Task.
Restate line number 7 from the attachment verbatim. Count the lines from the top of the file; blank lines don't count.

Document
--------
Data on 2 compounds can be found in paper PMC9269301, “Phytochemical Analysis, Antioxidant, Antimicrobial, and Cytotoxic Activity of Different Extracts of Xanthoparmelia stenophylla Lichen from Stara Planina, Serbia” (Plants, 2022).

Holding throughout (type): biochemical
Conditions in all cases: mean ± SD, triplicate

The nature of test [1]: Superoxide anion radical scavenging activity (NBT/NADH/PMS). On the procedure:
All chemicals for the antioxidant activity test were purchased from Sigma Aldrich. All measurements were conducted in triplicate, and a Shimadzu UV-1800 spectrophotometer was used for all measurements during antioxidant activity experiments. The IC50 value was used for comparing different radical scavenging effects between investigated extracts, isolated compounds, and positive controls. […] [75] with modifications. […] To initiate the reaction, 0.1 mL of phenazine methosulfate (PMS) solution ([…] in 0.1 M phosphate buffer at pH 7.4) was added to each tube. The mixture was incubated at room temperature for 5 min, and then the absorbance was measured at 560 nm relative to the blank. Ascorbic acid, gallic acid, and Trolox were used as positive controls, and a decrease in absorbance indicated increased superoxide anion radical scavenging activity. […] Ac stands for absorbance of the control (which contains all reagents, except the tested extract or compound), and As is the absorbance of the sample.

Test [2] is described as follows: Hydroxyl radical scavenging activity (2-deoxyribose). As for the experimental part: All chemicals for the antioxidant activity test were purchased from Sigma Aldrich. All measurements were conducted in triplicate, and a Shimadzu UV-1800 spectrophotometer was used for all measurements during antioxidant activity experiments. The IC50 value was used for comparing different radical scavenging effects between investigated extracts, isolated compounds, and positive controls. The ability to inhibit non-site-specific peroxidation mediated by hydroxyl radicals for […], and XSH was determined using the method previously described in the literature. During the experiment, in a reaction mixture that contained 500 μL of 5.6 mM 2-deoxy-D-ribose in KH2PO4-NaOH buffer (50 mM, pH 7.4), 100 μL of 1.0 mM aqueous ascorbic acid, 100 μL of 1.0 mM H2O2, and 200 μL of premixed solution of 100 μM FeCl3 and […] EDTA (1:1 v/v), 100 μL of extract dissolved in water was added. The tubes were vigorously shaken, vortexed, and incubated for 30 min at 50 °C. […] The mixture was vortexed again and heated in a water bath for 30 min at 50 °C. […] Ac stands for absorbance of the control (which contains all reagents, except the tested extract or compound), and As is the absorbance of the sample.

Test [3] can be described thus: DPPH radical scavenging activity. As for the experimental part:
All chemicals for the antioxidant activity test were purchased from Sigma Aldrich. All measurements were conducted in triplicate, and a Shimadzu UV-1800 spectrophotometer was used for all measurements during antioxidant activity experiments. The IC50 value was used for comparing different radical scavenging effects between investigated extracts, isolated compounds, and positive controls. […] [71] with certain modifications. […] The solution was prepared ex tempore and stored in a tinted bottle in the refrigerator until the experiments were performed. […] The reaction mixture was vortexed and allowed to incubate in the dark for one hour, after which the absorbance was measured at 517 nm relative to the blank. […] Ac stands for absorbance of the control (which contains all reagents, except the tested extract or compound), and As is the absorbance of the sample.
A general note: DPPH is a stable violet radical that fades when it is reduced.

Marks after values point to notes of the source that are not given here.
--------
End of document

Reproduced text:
Test [3] can be described thus: DPPH radical scavenging activity. As for the experimental part: